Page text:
Katie Pearse: Favourite part is seeing the transformation of the ladies from day one to the night of the show! The growth in their confidence is amazing!

Beau Cherry: I joined burlesque for many reasons. I reached all my goals and more. My favourite part was getting out of the house, looking forward to something every Tuesday. Meeting new women in the same position as you, making new friends. Being more confident with my body: I never thought in a million years I would be on stage showing my ta-tas! Also it was a honour to be on stage at Gerties.
My biggest struggle was overcoming the fear of not being great up on stage. I had moments of weakness: not thinking my number was great, my costume was plain. These are all struggles I was expecting to have. The girls were very supportive. We had a Facebook group and everyone would say positive quotes and we would get together after class and talk. I’m a perfectionist when it comes to presenting myself in any way. But the girls would quickly remind me what was great of my number and to own it.

Chevonne of the Yukon: I love it all, truly. What Katie said. At the beginning every student seems to be thinking, “oh no, what have I gotten myself into!” In the end I am surrounded with a confident, creative, bold posse of power as we take to the stage. It is so awesome that I am not alone in this game anymore.
The biggest challenge for me other than finding costume supplies is always helping guide peoples emotion’s. It is one of the most rewarding and best parts, but people are so unique in their needs and wants at times of uncertainty. It is hard to know the right thing to say or do. I have learned a lot about people’s emotions in vulnerable times. I am getting better at this I think with each course.

What advice would you give to someone who is considering getting into burlesque?

Ramblin’ Rose Just do it. If there is one part of you that says “I could do that” or “I want to try it,” just do it. There will always be times when you are scared or unsure. But if you listen to the bravest part of you that’s what you become.

Bucky Flint: During the first class, Rachel and Katie said something that stuck with me, it was along the lines of “imagine your most powerful self and harness that.” I would say yes, yes to this. If you are considering taking the class but are terrified like I was, think of the most powerful version of yourself that you would want to explore and hold that vision. Because you can expect to feel it, and find it and it is glorious.

 

Also, expect a roller coaster! At times you might feel awkward, uncertain, and like whatever confidence you had in the first place disappeared, but the new sense of self that you discover through the course and from the final performance is UNREAL!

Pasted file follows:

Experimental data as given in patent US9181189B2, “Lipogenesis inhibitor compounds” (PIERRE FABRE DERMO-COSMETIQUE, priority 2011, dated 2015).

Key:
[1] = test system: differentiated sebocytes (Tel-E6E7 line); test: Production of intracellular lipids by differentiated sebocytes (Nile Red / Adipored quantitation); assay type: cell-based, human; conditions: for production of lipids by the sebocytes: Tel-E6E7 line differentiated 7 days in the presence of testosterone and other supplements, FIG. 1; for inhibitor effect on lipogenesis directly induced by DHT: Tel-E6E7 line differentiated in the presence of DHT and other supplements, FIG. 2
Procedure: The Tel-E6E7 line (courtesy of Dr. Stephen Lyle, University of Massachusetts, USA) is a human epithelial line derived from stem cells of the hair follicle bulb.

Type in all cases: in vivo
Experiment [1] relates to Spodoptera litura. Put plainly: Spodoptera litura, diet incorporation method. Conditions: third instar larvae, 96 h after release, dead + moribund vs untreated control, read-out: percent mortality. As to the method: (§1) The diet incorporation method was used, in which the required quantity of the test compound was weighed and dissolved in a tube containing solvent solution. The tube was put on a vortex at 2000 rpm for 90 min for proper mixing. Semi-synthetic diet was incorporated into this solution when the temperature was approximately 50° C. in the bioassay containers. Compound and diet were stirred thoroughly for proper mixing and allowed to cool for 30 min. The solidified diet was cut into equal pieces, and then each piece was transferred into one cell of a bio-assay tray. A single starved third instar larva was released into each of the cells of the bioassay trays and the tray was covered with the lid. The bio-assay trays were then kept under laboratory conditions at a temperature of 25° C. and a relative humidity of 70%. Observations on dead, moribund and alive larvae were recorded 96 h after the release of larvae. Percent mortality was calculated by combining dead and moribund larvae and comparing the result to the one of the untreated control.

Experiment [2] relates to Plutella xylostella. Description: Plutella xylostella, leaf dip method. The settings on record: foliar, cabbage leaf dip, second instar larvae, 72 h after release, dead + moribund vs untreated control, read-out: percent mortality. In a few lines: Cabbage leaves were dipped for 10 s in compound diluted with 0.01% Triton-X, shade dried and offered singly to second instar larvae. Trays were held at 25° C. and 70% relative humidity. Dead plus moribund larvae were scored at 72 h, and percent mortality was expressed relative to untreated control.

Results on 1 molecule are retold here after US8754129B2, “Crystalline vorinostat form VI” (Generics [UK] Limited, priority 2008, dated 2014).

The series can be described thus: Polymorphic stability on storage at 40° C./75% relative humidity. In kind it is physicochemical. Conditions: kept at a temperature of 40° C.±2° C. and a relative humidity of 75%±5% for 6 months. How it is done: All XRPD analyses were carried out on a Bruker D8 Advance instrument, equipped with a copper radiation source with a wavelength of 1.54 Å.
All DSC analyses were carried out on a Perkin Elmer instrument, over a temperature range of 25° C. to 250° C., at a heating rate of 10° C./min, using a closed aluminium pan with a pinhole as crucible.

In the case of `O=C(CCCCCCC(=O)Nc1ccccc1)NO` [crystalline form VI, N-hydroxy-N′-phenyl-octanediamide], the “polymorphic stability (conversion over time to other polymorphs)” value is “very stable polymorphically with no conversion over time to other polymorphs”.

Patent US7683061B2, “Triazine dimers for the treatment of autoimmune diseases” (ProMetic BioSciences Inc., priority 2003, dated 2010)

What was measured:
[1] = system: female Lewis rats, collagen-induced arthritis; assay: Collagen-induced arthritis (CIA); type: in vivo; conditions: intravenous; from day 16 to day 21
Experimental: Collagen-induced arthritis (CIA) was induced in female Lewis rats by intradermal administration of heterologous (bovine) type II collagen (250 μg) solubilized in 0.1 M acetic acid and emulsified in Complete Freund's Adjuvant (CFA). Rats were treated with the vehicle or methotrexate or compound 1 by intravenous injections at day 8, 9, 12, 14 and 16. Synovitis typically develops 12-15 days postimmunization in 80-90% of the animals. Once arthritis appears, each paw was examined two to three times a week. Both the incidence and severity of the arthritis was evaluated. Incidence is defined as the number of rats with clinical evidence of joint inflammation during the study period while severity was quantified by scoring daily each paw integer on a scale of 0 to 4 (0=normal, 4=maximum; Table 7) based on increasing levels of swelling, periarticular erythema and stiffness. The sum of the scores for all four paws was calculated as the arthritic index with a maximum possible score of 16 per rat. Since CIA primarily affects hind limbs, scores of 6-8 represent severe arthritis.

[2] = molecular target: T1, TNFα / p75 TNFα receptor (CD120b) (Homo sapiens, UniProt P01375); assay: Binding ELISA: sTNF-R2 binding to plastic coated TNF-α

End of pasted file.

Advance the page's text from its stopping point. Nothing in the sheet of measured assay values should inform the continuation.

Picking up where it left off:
Frisky Freya: When Rachel and Katie say “no negative self talk in class” you take that to heart – and it frees you from so many personal barriers that may have held you back before.

Beau Cherry: My advice would be, if you’re scared to… do it! Nothing ever great happened when you weren’t scared or nervous to do it. The results and feelings were so rewarding. Like Rachel and Katie said, you’ll wish to be back up there. The euphoria you get and the feedback from the audience is undeniable, especially in Dawson. Dawson is so supportive to these women. I’m lucky to have been a part of such an amazing group. So, get up there and shake what your momma gave you!

This year the performers seemed to grow in numbers. Did you notice a big difference in the crowd as well? Is Burlesque fever spreading?

Chevonne of the Yukon: The number of performers was about the same except we now have the alumni from the first burlesque course who have been actively performing since their debut in May of 2015. The interest in performing is very high. A lot of women wanted to do the class but many were away travelling. I think the audience may have vastly expanded!

 

The first show at the Palace Grand has become legendary. People who would have been unsure about attending a burlesque shows (or those who didn’t really know what it was) heard about the first and subsequent shows from friends and neighbours, and realized burlesque is an art form that most people can enjoy.

 

The spectators at the Palace Grand show were made up of mostly family, friends and the arts crowd. Since then, we have performed for the Trek Over the Top and the Gold Show. These audiences were vastly different from the first, but they enjoyed the show just as much. Women typically make up about 70% of the fans at burlesque shows.

 

That said, at our last show I spoke with some longtime Dawsonite “bushmen” who said the show was inspiring and that it would help them get through the rest of the winter. I loved seeing them there. It make me think of the entertainment aspect of the gold rush where throngs of (mostly) wooly men were faced with some epic challenges here. It was the burlesque performers who helped take their mind off of their troubles and make it through till the sluices were running.

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A good show has a funny way to stay with you. Maybe you were in the audience and you find yourself humming the tunes for days, the memory of such a night still making you smile. Or maybe you were up there performing and giving the world a part of yourself. And in it you have found a feeling, along with a flattering shade of lipstick, that you will want to keep forever.